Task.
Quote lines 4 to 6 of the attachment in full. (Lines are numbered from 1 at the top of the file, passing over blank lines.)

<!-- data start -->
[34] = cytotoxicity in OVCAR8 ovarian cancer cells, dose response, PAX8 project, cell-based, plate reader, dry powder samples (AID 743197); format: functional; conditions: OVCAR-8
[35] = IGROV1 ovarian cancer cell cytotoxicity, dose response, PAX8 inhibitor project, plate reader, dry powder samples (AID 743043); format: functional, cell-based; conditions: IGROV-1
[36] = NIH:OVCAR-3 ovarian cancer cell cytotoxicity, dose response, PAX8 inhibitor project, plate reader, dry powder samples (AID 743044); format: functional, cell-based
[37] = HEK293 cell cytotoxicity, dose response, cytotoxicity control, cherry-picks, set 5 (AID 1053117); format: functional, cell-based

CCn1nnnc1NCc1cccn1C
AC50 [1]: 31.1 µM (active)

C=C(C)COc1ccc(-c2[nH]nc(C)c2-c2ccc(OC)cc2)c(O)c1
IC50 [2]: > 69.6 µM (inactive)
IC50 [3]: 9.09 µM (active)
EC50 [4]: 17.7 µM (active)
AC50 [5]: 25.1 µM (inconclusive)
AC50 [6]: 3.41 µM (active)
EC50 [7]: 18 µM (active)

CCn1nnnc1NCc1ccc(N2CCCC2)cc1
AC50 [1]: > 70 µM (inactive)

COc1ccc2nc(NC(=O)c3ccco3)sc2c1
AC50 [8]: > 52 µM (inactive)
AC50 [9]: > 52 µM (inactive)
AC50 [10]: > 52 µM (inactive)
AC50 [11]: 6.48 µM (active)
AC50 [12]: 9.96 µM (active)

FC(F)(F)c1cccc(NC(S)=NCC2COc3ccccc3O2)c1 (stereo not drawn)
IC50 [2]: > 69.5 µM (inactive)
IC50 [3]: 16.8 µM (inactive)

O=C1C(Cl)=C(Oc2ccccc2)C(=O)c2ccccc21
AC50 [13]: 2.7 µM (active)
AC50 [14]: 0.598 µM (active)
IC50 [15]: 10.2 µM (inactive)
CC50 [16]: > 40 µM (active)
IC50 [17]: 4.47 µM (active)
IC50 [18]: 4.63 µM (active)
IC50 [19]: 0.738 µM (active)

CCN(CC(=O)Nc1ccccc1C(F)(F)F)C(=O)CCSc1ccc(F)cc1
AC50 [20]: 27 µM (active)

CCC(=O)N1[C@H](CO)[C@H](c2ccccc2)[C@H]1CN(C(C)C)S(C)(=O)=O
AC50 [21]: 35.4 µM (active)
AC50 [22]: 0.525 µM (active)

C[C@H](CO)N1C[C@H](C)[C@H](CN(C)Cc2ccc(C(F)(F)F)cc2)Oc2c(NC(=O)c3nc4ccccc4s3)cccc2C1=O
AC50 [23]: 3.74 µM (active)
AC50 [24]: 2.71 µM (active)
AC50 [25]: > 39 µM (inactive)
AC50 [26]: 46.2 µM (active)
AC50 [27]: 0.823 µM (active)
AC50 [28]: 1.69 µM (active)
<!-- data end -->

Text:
[37] = HEK293 cell cytotoxicity, dose response, cytotoxicity control, cherry-picks, set 5 (AID 1053117); format: functional, cell-based

CCn1nnnc1NCc1cccn1C
AC50 [1]: 31.1 µM (active)